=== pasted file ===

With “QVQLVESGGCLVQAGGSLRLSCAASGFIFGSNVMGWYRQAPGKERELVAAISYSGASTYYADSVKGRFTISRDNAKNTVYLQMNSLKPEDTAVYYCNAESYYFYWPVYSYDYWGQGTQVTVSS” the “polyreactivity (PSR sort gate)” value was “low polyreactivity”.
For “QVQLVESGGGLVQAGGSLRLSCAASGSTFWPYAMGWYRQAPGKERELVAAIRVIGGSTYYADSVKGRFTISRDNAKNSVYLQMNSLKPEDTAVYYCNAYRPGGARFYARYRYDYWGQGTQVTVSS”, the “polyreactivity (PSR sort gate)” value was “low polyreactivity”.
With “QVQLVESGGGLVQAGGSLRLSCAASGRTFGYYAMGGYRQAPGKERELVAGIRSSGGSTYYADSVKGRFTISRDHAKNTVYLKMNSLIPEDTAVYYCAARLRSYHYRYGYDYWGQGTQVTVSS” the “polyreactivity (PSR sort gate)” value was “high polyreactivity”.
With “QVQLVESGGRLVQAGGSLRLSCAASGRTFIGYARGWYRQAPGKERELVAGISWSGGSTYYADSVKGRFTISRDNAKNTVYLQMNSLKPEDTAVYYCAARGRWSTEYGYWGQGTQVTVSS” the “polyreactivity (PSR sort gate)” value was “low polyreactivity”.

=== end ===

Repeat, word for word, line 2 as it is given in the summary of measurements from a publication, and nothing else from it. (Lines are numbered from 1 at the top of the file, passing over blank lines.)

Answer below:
For “QVQLVESGGGLVQAGGSLRLSCAASGSTFWPYAMGWYRQAPGKERELVAAIRVIGGSTYYADSVKGRFTISRDNAKNSVYLQMNSLKPEDTAVYYCNAYRPGGARFYARYRYDYWGQGTQVTVSS”, the “polyreactivity (PSR sort gate)” value was “low polyreactivity”.